Tariffs and regulations
Tariffs and duty rates are constantly revised and are subject to change without notice.
Austrade strongly recommends you reconfirm these prior to selling to Laos.
For further information please see the Laos Customs website.
Tariffs and non-tariff barriers
Laos is a member of the
Association of South East Asian Nations (ASEAN). The country is on track to reduce its tariffs on imports from other ASEAN
nations to less than 5 per cent, as required under the ASEAN Free Trade
Agreement, and tariffs on most product groups for trade with non-ASEAN
countries are less than 20 per cent. However, the regime lacks transparency
and in practice trade and investment are more heavily regulated, including
through import and export licensing.
Australia and Laos are parties to the
ASEAN–Australia–New Zealand Free Trade Agreement (AANZFTA)
which entered into force on 1 January 2010.
Laos uses the transaction value system for valuing imported goods for
taxation purposes. This means that whenever possible, the customs value is
based on the price paid by the importer to the exporter for the imported
goods. The following costs must be included in the customs value:
packing, packaging and handling costs
any fees paid to the exporters for royalties, licences, etc.
storage charges in the country of export that are paid by the importer
all escalations charged after the goods are ordered
all selling costs such as commissions that are charged to the importer
- where goods or services supplied by the importer to the exporter free or at a reduced cost that were used in the production of the goods.
Costs which may be deducted from the customs value are:
- discounts for volume purchases, payment for the goods in advance or within an agreed period (such discount must be shown on the invoice and granted before importation)
- if goods were sold by the exporter on a duty and tax paid basis, deduct the amount paid for duties and taxes
- amount paid to the exporter for work that will be performed in Laos, such as construction, erection, assembly, maintenance or technical assistance related to the imported goods (such costs must be shown separately on the invoice or in a contract).
In cases where the transaction value method cannot be used (e.g. where there is a relationship between the importer and exporter that might influence the value), one of the following methods of valuation will be used, in order:
- Transaction value of identical goods
- Transaction value of similar goods
- Deductive value
- Computed value
- Flexible value
Other general tariff information:
Amount of duties and taxes payable depends on the item declared per
category of duty, tax and excise. Duty rate is calculated on the
customs value. The tax is calculated on the customs value plus the duty
payable. The excise tax is calculated on the customs value plus duty
payable plus tax payable.
The importer of commercial goods into Laos is responsible for the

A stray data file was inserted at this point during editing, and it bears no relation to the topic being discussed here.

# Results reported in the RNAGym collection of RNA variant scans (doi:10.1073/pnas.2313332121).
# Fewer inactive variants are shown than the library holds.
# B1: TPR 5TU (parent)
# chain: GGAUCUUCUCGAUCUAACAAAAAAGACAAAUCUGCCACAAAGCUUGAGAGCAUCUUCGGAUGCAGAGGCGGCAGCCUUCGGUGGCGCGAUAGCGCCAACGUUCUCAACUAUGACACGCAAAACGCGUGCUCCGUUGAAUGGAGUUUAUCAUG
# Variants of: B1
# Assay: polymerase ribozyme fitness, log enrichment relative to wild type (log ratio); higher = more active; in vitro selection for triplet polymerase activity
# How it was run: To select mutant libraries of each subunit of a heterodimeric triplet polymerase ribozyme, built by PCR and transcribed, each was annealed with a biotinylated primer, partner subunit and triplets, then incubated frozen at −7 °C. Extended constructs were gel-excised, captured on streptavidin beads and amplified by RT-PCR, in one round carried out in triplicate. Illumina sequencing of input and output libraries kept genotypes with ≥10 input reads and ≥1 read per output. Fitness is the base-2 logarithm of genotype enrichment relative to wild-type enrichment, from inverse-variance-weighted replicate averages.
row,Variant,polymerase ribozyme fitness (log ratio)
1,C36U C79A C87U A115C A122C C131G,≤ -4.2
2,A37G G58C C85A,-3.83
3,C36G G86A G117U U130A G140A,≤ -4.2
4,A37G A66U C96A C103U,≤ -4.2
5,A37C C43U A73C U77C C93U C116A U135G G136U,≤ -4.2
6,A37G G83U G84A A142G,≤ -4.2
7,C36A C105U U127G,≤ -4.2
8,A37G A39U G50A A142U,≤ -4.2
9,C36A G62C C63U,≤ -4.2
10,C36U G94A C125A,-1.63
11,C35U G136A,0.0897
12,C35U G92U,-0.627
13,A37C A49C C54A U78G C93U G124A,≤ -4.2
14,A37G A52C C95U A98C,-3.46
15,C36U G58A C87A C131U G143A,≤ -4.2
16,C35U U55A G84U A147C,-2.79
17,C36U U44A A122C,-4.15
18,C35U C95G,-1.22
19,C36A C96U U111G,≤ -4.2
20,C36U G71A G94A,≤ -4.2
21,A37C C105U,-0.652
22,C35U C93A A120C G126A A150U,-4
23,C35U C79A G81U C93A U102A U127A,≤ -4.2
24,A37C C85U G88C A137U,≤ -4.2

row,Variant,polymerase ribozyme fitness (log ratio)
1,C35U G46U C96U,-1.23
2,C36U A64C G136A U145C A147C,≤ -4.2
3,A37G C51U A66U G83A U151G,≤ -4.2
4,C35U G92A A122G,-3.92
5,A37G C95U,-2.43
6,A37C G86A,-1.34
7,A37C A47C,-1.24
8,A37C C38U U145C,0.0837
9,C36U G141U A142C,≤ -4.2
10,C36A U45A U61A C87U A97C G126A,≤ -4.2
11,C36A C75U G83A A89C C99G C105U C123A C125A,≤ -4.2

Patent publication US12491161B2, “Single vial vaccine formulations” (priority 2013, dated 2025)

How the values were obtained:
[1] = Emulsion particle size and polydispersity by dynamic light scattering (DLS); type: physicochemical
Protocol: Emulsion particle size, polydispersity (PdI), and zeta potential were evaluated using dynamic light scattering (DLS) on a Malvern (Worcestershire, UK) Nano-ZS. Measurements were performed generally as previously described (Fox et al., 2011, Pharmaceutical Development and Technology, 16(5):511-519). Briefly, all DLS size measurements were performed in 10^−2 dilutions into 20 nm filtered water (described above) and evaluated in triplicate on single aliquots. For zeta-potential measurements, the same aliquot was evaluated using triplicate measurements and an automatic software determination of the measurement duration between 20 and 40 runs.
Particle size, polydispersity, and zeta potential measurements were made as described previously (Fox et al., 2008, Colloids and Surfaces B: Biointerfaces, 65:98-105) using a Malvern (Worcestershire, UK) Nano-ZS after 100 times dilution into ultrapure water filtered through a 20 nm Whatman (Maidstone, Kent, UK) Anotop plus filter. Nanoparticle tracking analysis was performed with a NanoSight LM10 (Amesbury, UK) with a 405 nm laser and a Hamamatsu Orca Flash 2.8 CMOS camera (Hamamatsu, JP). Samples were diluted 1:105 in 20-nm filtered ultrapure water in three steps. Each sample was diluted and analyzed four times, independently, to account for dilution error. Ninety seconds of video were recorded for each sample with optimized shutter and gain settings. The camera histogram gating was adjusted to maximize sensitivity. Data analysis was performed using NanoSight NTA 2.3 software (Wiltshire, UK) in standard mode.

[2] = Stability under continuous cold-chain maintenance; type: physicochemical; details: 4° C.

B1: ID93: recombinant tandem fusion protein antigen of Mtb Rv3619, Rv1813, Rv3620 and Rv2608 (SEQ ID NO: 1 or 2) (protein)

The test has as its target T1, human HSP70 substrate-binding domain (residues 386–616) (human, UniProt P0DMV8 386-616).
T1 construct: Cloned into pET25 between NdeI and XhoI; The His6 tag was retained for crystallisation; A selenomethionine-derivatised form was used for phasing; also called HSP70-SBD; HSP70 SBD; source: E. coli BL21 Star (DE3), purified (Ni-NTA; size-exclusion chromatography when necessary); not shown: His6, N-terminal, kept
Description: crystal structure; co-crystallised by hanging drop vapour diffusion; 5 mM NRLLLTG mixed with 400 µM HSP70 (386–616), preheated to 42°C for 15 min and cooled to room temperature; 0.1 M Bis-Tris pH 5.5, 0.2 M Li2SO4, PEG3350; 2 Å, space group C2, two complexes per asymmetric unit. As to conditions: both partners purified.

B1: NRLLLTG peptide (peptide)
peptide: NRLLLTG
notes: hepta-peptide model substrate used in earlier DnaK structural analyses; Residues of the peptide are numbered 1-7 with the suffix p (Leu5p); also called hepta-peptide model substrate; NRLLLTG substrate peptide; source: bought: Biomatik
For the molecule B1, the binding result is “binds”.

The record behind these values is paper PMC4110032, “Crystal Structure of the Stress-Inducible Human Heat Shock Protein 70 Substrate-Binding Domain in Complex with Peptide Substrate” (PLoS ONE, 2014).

self-assessment of the duty and tax liabilities on all goods imported.
This means that the importer or his authorised agent must prepare all
necessary documents for presentation to customs.
An importer has the right to request customs to reconsider any reassessment
of value and any re-determination of tariff classification.
Further, the importer has the right to appeal the customs reassessment notice to higher authorities.
All imports and exports are subject to a strict system of licensing. All importers must have a valid license and must operate according to certain state directives.
Goods prohibited for import include:
hazardous chemical substances
other dangerous industrial products
Product certification, labelling and packaging
Food product labels are required to indicate the following:
- name of product
- registration number for food products
- name and location of producers or company that packed products for distribution
- country that produced the product
- quantity of product (expressed in metric units)
- if available, advice on storage, preparation methods, and use of preservatives and colourings
Goods should be carefully packed to protect against adverse weather conditions, particularly heat and humidity. There is no cold storage in Laos.
Methods of quoting and payment
Quotes are usually on a cost, insurance and freight basis in US dollars. Initial transactions should be by a confirmed, irrevocable letter of credit.
A pro-forma invoice is required for the establishment of a letter of
The following documentation is required to enable goods to be cleared
through Laos Customs:
airway bill or bill of lading (two copies)
commercial invoice indicating the buyer and seller of the goods and
price paid (two copies)
cargo control document (three copies)
import permit issued by a relevant Ministry or Department (two copies)
certificate of origin (two copies)
declaration form (three sets)
Public Health Requirements
For public health reasons, the import of certain agricultural products, livestock, fish, drugs and food is subject to procedures requiring certain documents to be presented and approved by the agency responsible for enforcing the relevant regulations and certain obligations to be observed.